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Laryngoscope. 2007 Jan;117(1):133-6.

Sialoendoscopic treatment for radioiodine induced sialadenitis.

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  • 1Department of Otorhinolaryngology-Head and Neck Surgery, Inha University College of Medicine, Incheon, Korea.

Abstract

BACKGROUND AND OBJECTIVE:

The use of radioiodine (RI) for the ablation of residual thyroid tissue and metastatic thyroid cancer lesions after thyroidectomy has become established as standard treatment in the management of differentiated thyroid cancer and subsequent sialadenitis is the most common complication of RI therapy. The purpose of this study was to establish a new treatment modality for RI-induced sialadenitis.

METHOD:

The study group consisted of 115 patients with a mean age of 47.7 (range, 24-78) years. All patients received RI therapy after total thyroidectomy. The incidence of RI-induced sialadenitis, salivary gland involvement, administered RI dose, treatment modality, and result of treatment by interventional sialoendoscopy were evaluated.

RESULTS:

The incidence of RI-induced sialadenitis was 18% (21/115), with involvement of the parotid more frequent than the submandibular gland. The average development period of RI-induced sialadenitis was 4.8 months. The average RI dosage for the sialadenitis group was higher than for the nonsialadenitis group, suggesting that RI-induced sialadenitis may be dose related, although the data were not statistically significant because of the small numbers in the high-dose group. Conservative management was effective in 71% (15/21) of the cases, and interventional sialoendoscopy was successful in 50% of those cases that did not respond to conservative treatment. The causes of treatment failure in the remaining cases were a totally obstructed parotid duct and stenosis at the bifurcation site.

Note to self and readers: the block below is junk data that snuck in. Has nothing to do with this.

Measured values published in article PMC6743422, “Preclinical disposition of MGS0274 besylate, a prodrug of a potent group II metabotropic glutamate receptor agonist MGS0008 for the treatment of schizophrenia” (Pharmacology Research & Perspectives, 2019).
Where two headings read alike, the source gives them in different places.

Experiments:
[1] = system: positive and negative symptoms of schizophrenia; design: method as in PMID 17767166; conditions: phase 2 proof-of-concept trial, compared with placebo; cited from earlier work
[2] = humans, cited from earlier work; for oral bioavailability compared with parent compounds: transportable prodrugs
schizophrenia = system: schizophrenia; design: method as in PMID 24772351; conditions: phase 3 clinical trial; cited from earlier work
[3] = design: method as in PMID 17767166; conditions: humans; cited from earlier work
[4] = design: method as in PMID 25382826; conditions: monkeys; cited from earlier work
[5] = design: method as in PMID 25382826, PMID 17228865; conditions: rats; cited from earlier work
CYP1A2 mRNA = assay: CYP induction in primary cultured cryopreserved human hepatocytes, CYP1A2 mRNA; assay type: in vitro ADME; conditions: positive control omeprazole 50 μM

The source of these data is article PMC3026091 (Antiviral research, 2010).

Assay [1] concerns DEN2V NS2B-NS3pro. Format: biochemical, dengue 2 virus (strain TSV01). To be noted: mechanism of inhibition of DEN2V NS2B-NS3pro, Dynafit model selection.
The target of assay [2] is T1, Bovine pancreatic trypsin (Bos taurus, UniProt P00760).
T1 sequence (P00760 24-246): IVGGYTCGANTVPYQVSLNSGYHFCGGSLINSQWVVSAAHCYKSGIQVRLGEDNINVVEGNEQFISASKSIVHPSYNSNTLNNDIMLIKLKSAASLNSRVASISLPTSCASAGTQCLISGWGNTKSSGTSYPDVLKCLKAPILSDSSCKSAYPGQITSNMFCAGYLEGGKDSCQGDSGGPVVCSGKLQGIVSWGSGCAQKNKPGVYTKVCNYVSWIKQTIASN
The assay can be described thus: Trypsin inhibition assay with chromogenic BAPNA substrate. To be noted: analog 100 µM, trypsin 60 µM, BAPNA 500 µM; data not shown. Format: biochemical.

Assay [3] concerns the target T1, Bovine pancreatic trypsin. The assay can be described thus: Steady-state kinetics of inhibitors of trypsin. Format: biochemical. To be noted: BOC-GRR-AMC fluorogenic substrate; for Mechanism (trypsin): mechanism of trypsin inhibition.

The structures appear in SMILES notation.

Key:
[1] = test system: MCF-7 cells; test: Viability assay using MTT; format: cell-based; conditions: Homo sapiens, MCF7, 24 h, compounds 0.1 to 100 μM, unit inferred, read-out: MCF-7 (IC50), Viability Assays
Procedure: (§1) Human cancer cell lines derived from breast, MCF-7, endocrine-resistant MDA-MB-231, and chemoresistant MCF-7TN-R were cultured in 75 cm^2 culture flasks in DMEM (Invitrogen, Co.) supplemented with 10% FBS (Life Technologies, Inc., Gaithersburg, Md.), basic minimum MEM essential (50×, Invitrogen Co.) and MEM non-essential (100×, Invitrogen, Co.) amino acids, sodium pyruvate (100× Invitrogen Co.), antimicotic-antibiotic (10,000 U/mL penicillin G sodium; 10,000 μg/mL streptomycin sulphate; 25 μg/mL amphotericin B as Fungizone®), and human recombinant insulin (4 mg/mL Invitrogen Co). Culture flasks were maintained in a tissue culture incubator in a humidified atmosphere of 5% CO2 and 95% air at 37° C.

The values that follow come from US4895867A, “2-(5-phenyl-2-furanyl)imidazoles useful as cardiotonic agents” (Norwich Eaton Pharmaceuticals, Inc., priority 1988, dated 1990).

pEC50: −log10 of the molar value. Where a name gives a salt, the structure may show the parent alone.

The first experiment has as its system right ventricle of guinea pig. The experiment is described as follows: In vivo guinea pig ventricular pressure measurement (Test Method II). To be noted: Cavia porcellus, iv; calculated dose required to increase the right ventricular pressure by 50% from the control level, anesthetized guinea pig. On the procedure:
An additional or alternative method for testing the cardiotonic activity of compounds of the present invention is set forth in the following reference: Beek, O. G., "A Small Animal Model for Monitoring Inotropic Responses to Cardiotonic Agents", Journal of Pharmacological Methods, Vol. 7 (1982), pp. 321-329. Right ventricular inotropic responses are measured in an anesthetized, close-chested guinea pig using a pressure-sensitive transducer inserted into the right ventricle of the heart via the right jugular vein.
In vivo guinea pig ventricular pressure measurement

CONCLUSION:

Sialadenitis is the most common complication after RI therapy. Sialadenitis was successfully managed by conservative treatment in most cases, and interventional sialoendoscopy is an alternative method of treatment in selected cases such as in partial ductal stenosis.

PMID:
17202942
[PubMed - indexed for MEDLINE]
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